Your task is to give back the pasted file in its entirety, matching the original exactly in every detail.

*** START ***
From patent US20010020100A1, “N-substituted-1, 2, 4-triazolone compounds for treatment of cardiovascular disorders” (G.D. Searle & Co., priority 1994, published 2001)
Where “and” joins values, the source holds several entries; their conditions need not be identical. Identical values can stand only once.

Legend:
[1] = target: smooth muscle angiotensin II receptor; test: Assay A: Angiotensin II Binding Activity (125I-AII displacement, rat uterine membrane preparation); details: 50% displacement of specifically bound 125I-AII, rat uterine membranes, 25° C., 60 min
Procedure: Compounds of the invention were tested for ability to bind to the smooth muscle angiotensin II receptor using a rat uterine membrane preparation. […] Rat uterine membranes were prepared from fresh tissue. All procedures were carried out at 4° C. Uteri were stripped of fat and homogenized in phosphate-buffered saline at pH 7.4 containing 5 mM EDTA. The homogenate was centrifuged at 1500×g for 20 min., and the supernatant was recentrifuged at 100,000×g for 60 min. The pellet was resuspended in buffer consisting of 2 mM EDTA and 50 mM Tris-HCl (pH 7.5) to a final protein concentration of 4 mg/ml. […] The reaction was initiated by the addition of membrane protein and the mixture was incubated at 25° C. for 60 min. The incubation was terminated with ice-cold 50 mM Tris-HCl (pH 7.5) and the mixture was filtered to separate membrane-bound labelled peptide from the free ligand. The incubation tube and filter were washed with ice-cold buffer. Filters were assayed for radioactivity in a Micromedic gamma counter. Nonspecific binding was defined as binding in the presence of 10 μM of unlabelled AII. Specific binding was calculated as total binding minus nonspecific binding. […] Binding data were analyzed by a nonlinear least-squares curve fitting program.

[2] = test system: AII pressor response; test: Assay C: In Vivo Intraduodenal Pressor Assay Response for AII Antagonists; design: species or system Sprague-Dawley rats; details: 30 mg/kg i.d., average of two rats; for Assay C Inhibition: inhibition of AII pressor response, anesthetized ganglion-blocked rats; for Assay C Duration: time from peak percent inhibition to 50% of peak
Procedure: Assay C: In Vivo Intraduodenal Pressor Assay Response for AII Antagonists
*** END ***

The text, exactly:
From patent US20010020100A1, “N-substituted-1, 2, 4-triazolone compounds for treatment of cardiovascular disorders” (G.D. Searle & Co., priority 1994, published 2001)
Where “and” joins values, the source holds several entries; their conditions need not be identical. Identical values can stand only once.

Legend:
[1] = target: smooth muscle angiotensin II receptor; test: Assay A: Angiotensin II Binding Activity (125I-AII displacement, rat uterine membrane preparation); details: 50% displacement of specifically bound 125I-AII, rat uterine membranes, 25° C., 60 min
Procedure: Compounds of the invention were tested for ability to bind to the smooth muscle angiotensin II receptor using a rat uterine membrane preparation. […] Rat uterine membranes were prepared from fresh tissue. All procedures were carried out at 4° C. Uteri were stripped of fat and homogenized in phosphate-buffered saline at pH 7.4 containing 5 mM EDTA. The homogenate was centrifuged at 1500×g for 20 min., and the supernatant was recentrifuged at 100,000×g for 60 min. The pellet was resuspended in buffer consisting of 2 mM EDTA and 50 mM Tris-HCl (pH 7.5) to a final protein concentration of 4 mg/ml. […] The reaction was initiated by the addition of membrane protein and the mixture was incubated at 25° C. for 60 min. The incubation was terminated with ice-cold 50 mM Tris-HCl (pH 7.5) and the mixture was filtered to separate membrane-bound labelled peptide from the free ligand. The incubation tube and filter were washed with ice-cold buffer. Filters were assayed for radioactivity in a Micromedic gamma counter. Nonspecific binding was defined as binding in the presence of 10 μM of unlabelled AII. Specific binding was calculated as total binding minus nonspecific binding. […] Binding data were analyzed by a nonlinear least-squares curve fitting program.

[2] = test system: AII pressor response; test: Assay C: In Vivo Intraduodenal Pressor Assay Response for AII Antagonists; design: species or system Sprague-Dawley rats; details: 30 mg/kg i.d., average of two rats; for Assay C Inhibition: inhibition of AII pressor response, anesthetized ganglion-blocked rats; for Assay C Duration: time from peak percent inhibition to 50% of peak
Procedure: Assay C: In Vivo Intraduodenal Pressor Assay Response for AII Antagonists